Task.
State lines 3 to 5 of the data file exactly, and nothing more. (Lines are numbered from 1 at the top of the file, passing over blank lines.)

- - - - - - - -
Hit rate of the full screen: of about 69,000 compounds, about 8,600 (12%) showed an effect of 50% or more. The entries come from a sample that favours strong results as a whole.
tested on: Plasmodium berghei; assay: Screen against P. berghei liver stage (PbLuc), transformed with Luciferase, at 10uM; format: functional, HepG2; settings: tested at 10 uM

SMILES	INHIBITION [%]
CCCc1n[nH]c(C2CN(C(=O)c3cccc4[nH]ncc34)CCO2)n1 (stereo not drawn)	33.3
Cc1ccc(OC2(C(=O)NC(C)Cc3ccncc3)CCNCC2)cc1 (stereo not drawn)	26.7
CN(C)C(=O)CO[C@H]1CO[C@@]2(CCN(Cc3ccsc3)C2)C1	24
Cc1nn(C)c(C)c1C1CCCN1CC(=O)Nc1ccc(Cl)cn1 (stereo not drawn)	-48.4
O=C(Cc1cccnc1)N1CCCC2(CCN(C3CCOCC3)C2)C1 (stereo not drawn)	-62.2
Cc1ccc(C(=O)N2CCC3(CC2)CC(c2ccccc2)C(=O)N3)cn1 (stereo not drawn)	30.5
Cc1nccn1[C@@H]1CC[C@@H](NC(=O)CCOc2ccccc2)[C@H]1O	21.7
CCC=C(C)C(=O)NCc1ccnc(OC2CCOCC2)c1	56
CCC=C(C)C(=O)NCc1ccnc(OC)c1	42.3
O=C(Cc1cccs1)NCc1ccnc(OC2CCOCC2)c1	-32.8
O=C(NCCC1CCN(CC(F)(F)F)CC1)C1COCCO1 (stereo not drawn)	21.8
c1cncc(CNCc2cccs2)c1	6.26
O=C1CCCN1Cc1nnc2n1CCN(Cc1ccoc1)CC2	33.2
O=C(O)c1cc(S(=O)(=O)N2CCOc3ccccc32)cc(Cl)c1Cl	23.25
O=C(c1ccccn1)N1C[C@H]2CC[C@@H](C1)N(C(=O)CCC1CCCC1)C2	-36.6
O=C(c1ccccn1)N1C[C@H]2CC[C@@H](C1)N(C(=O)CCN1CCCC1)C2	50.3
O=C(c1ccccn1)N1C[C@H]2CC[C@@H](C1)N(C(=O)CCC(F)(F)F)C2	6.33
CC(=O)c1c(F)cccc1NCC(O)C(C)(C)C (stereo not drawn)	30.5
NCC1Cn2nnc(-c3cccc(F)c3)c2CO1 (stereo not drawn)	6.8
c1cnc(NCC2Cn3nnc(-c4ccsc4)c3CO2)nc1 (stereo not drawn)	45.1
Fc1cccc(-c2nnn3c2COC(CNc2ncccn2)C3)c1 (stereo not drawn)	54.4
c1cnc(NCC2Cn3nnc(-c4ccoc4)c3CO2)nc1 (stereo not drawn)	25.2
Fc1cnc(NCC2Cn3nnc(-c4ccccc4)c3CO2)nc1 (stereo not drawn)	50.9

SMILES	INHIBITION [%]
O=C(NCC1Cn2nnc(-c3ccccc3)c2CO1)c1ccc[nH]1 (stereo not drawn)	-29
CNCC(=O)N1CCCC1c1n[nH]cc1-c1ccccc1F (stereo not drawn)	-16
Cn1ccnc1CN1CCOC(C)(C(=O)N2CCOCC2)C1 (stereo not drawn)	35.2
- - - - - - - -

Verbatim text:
SMILES	INHIBITION [%]
CCCc1n[nH]c(C2CN(C(=O)c3cccc4[nH]ncc34)CCO2)n1 (stereo not drawn)	33.3
Cc1ccc(OC2(C(=O)NC(C)Cc3ccncc3)CCNCC2)cc1 (stereo not drawn)	26.7